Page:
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Arizona Daily Wildcat
Wednesday April 30, 2003

Yellow ribbons around UA a ╬fiasco' that doesn't help

The UA College Republicans are giving the rest of us conservatives a bad name. Usually it is the liberals who resort to such silly tactics like this latest yellow ribbon fiasco. Putting up ribbons is not so bad on its own, although I don't see what it accomplishes. If you support the troops so much, then write one a letter or help their families by babysitting their kids and such. I'm proud of my brother-in-law who's in Iraq right now, but I'm pretty sure he doesn't want me spending all night patrolling the streets or monitoring Web cams with the hope of catching evil ribbon desecrators.

What's next? Are you going to station snipers around Tucson, ready to eliminate anyone who doesn't bow and kiss every yellow ribbon he or she passes?

If you are truly appreciative of the troops for protecting our precious American freedoms, then there are better ways of showing it than going out and tying ribbons to everything in sight. If you really think of all the troops that have lost their lives so far, then you'll realize that they probably prefer that you go study for your final exams and accomplish something meaningful instead.

Justin Cranmer
UA alumnus


Republicans should ╬send a check,' not hang ribbons

To the campus Republicans, I say: Welcome to being the oppressed minority. Whenever my organization wants to put up flyers for events, etc. (on approved boards, not littering on trees), they are torn down almost immediately. Unfortunately, I don't have a whole lot of disposable income (not being Republican, social policy doesn't favor my pocketbook), thus I am not able to afford Web cams to provide surveillance for my flyers.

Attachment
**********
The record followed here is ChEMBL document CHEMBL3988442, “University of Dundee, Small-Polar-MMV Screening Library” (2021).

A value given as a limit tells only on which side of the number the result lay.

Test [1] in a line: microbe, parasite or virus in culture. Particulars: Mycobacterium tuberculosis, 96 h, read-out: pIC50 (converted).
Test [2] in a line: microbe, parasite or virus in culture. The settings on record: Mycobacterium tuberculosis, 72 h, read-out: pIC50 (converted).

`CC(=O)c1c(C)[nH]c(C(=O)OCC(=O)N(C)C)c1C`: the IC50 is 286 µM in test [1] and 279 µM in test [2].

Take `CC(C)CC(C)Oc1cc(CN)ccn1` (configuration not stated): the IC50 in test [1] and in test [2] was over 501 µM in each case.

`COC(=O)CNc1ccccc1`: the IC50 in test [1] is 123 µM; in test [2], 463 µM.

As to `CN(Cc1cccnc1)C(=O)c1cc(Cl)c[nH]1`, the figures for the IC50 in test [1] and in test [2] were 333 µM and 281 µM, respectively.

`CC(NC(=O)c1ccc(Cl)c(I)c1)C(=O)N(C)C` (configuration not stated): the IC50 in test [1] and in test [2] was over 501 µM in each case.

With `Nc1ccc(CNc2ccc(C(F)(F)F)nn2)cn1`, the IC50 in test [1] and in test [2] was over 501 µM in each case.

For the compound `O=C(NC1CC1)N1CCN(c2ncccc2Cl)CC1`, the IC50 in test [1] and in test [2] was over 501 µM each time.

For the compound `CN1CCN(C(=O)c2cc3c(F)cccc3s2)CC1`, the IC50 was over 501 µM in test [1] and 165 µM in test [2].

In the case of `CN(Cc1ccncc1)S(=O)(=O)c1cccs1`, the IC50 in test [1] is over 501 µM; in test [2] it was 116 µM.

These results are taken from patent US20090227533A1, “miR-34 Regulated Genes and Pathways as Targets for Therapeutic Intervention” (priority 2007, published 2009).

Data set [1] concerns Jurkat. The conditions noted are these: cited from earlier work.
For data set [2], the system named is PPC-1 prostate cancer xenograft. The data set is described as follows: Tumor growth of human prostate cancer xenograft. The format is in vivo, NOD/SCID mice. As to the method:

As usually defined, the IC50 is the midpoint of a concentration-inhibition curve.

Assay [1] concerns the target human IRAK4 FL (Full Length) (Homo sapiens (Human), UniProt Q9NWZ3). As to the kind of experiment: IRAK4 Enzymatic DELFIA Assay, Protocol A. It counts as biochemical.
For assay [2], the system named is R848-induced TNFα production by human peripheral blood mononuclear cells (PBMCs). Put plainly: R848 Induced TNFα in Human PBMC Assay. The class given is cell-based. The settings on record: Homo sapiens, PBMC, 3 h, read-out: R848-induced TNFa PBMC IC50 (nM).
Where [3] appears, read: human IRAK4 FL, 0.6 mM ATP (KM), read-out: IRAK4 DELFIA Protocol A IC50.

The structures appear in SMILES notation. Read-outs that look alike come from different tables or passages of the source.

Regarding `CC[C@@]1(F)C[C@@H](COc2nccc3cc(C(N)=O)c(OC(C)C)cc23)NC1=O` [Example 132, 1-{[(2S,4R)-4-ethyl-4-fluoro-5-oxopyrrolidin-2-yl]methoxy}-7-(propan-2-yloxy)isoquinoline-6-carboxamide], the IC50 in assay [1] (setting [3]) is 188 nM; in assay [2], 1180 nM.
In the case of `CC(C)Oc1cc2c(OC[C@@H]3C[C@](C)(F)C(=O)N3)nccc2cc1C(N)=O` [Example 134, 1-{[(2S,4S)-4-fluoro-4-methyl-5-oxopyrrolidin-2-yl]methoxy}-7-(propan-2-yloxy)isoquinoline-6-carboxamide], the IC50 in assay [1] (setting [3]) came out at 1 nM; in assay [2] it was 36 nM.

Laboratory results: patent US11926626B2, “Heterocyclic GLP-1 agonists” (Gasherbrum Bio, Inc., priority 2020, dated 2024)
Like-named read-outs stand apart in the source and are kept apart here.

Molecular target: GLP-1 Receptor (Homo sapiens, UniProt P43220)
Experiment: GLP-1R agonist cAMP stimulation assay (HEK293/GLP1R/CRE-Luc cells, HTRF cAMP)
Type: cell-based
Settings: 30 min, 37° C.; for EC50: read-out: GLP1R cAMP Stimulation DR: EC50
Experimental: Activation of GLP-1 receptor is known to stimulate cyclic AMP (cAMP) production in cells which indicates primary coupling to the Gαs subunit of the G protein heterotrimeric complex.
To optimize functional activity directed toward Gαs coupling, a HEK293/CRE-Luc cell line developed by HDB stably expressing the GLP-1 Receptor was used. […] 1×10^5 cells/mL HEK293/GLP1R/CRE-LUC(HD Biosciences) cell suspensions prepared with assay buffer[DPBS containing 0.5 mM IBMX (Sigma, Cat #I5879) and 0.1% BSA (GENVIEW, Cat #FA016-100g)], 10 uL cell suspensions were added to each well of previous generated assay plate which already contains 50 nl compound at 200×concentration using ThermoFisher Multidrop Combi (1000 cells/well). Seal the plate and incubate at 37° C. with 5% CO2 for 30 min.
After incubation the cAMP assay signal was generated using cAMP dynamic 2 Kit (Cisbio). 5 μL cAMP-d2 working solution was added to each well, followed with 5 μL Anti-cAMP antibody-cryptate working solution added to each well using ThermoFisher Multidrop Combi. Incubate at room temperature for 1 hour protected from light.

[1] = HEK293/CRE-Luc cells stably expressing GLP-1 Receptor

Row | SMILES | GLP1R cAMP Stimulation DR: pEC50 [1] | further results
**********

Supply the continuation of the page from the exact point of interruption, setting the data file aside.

This whole debate about the yellow ribbons is ridiculous. Perhaps the people spending time and energy (and UA resources in the form of maintenance to clean them up) to put up yellow ribbons should send a check to a relief organization that is going to provide healthcare or food, water, electricity, etc. to the Iraqi people after we demolished their cities and their infrastructure. Even sending a check to your local military support organization would be better than this minutia.

Did you know that the troops could use way less in support via yellow ribbons than they can in Chapstick or sunscreen that, even for those stationed in the Iraqi desert, are "luxury" items the U.S. military doesn't provide?

"Support our troops" is crap as well. Don't think that because people wear uniforms that say that they are from the U.S. that their lives are any more (or less) valuable than anyone killed or wounded in this conflict. If you really want to support the troops, then end the occupation of Iraq and defend the freedoms of even those you disagree with on the home front.

For example, next time you want to cry a river about your stupid yellow ribbons, and our good boys fighting for freedom, why don't you defend the rights of a gay person to put up an event flyer or the rights of your fellow Americans in speaking out against what they feel are injustices, whether you agree or not.

Jonna Lopez
sociology senior
Director, ASUA Pride Alliance


New Eller fees should help upgrade computer access

Amid the Arizona Board of Regents' decision last week to charge Eller College of Business and Public Administration students a $500 program fee next year (Note: This fee is in addition to minimum tuition hikes of $1,000 that ABOR previously approved for UA students), I hope some of the money is spent on upgrading a key resource for business undergraduates: Sands Computer Lab.

On countless afternoons this semester, exasperated students have been unable to access the Internet, UA e-mail or the Blackboard system from this crucial communications hub. (The namesake for the lab would surely be embarrassed.)